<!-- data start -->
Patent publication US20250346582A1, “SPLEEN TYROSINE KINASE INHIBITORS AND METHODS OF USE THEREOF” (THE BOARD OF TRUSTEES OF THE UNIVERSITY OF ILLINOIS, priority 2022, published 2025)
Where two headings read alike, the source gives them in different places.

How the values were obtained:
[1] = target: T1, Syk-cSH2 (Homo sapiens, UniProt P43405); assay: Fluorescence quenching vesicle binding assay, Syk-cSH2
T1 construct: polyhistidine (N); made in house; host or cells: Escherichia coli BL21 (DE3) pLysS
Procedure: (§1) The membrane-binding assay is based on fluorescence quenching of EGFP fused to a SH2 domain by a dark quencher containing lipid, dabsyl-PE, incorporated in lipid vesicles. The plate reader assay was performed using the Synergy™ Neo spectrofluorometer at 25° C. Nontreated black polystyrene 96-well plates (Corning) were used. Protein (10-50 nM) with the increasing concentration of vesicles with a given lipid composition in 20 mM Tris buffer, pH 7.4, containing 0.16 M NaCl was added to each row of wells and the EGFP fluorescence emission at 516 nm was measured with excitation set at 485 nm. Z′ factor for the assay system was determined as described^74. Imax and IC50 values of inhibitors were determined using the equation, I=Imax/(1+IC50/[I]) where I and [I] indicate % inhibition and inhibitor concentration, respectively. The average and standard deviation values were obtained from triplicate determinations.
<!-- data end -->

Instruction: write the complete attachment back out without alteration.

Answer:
Patent publication US20250346582A1, “SPLEEN TYROSINE KINASE INHIBITORS AND METHODS OF USE THEREOF” (THE BOARD OF TRUSTEES OF THE UNIVERSITY OF ILLINOIS, priority 2022, published 2025)
Where two headings read alike, the source gives them in different places.

How the values were obtained:
[1] = target: T1, Syk-cSH2 (Homo sapiens, UniProt P43405); assay: Fluorescence quenching vesicle binding assay, Syk-cSH2
T1 construct: polyhistidine (N); made in house; host or cells: Escherichia coli BL21 (DE3) pLysS
Procedure: (§1) The membrane-binding assay is based on fluorescence quenching of EGFP fused to a SH2 domain by a dark quencher containing lipid, dabsyl-PE, incorporated in lipid vesicles. The plate reader assay was performed using the Synergy™ Neo spectrofluorometer at 25° C. Nontreated black polystyrene 96-well plates (Corning) were used. Protein (10-50 nM) with the increasing concentration of vesicles with a given lipid composition in 20 mM Tris buffer, pH 7.4, containing 0.16 M NaCl was added to each row of wells and the EGFP fluorescence emission at 516 nm was measured with excitation set at 485 nm. Z′ factor for the assay system was determined as described^74. Imax and IC50 values of inhibitors were determined using the equation, I=Imax/(1+IC50/[I]) where I and [I] indicate % inhibition and inhibitor concentration, respectively. The average and standard deviation values were obtained from triplicate determinations.